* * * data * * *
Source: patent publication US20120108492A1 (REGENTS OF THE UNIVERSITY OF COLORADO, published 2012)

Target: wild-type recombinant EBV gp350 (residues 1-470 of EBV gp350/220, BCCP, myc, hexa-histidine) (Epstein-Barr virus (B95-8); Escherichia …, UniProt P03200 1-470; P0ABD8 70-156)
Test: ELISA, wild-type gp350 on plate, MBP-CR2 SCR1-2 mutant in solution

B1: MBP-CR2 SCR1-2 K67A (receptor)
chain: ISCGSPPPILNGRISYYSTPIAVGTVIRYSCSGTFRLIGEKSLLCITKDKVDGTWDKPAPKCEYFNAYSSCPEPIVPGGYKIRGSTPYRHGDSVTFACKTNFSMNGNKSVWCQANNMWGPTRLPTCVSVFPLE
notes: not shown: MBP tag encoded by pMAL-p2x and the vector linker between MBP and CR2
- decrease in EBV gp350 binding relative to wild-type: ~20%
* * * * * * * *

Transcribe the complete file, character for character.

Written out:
Source: patent publication US20120108492A1 (REGENTS OF THE UNIVERSITY OF COLORADO, published 2012)

Target: wild-type recombinant EBV gp350 (residues 1-470 of EBV gp350/220, BCCP, myc, hexa-histidine) (Epstein-Barr virus (B95-8); Escherichia …, UniProt P03200 1-470; P0ABD8 70-156)
Test: ELISA, wild-type gp350 on plate, MBP-CR2 SCR1-2 mutant in solution

B1: MBP-CR2 SCR1-2 K67A (receptor)
chain: ISCGSPPPILNGRISYYSTPIAVGTVIRYSCSGTFRLIGEKSLLCITKDKVDGTWDKPAPKCEYFNAYSSCPEPIVPGGYKIRGSTPYRHGDSVTFACKTNFSMNGNKSVWCQANNMWGPTRLPTCVSVFPLE
notes: not shown: MBP tag encoded by pMAL-p2x and the vector linker between MBP and CR2
- decrease in EBV gp350 binding relative to wild-type: ~20%